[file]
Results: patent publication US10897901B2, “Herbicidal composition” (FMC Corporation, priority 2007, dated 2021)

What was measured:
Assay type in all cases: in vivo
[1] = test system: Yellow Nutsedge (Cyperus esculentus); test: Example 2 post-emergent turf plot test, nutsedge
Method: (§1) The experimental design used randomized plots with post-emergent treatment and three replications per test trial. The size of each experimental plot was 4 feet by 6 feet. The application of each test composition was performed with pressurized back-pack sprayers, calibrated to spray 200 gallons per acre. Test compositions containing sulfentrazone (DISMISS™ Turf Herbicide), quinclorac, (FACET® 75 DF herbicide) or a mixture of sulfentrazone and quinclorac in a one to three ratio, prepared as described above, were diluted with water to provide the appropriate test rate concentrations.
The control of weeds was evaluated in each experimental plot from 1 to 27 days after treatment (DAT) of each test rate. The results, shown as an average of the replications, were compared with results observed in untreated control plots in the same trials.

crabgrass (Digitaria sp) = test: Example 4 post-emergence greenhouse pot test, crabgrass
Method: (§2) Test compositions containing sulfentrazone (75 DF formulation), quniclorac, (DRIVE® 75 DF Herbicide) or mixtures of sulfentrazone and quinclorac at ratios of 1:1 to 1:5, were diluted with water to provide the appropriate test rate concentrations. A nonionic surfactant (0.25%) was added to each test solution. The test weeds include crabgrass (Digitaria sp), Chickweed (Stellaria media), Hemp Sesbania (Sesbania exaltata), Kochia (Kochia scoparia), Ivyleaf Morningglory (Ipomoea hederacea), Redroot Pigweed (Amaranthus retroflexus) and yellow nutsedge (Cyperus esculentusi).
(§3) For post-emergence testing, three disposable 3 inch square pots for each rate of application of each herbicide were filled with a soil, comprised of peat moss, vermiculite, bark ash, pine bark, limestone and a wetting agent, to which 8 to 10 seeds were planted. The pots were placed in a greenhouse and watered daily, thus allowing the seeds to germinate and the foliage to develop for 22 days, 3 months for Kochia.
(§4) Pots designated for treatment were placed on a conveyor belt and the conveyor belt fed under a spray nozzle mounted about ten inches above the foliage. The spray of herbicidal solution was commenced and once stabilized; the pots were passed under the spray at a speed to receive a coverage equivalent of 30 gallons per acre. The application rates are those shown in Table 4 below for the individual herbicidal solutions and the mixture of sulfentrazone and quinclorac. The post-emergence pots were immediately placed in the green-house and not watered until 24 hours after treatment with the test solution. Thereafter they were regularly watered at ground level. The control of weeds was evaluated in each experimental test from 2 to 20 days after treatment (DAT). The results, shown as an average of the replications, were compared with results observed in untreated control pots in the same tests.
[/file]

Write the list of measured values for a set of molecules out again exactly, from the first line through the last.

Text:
Results: patent publication US10897901B2, “Herbicidal composition” (FMC Corporation, priority 2007, dated 2021)

What was measured:
Assay type in all cases: in vivo
[1] = test system: Yellow Nutsedge (Cyperus esculentus); test: Example 2 post-emergent turf plot test, nutsedge
Method: (§1) The experimental design used randomized plots with post-emergent treatment and three replications per test trial. The size of each experimental plot was 4 feet by 6 feet. The application of each test composition was performed with pressurized back-pack sprayers, calibrated to spray 200 gallons per acre. Test compositions containing sulfentrazone (DISMISS™ Turf Herbicide), quinclorac, (FACET® 75 DF herbicide) or a mixture of sulfentrazone and quinclorac in a one to three ratio, prepared as described above, were diluted with water to provide the appropriate test rate concentrations.
The control of weeds was evaluated in each experimental plot from 1 to 27 days after treatment (DAT) of each test rate. The results, shown as an average of the replications, were compared with results observed in untreated control plots in the same trials.

crabgrass (Digitaria sp) = test: Example 4 post-emergence greenhouse pot test, crabgrass
Method: (§2) Test compositions containing sulfentrazone (75 DF formulation), quniclorac, (DRIVE® 75 DF Herbicide) or mixtures of sulfentrazone and quinclorac at ratios of 1:1 to 1:5, were diluted with water to provide the appropriate test rate concentrations. A nonionic surfactant (0.25%) was added to each test solution. The test weeds include crabgrass (Digitaria sp), Chickweed (Stellaria media), Hemp Sesbania (Sesbania exaltata), Kochia (Kochia scoparia), Ivyleaf Morningglory (Ipomoea hederacea), Redroot Pigweed (Amaranthus retroflexus) and yellow nutsedge (Cyperus esculentusi).
(§3) For post-emergence testing, three disposable 3 inch square pots for each rate of application of each herbicide were filled with a soil, comprised of peat moss, vermiculite, bark ash, pine bark, limestone and a wetting agent, to which 8 to 10 seeds were planted. The pots were placed in a greenhouse and watered daily, thus allowing the seeds to germinate and the foliage to develop for 22 days, 3 months for Kochia.
(§4) Pots designated for treatment were placed on a conveyor belt and the conveyor belt fed under a spray nozzle mounted about ten inches above the foliage. The spray of herbicidal solution was commenced and once stabilized; the pots were passed under the spray at a speed to receive a coverage equivalent of 30 gallons per acre. The application rates are those shown in Table 4 below for the individual herbicidal solutions and the mixture of sulfentrazone and quinclorac. The post-emergence pots were immediately placed in the green-house and not watered until 24 hours after treatment with the test solution. Thereafter they were regularly watered at ground level. The control of weeds was evaluated in each experimental test from 2 to 20 days after treatment (DAT). The results, shown as an average of the replications, were compared with results observed in untreated control pots in the same tests.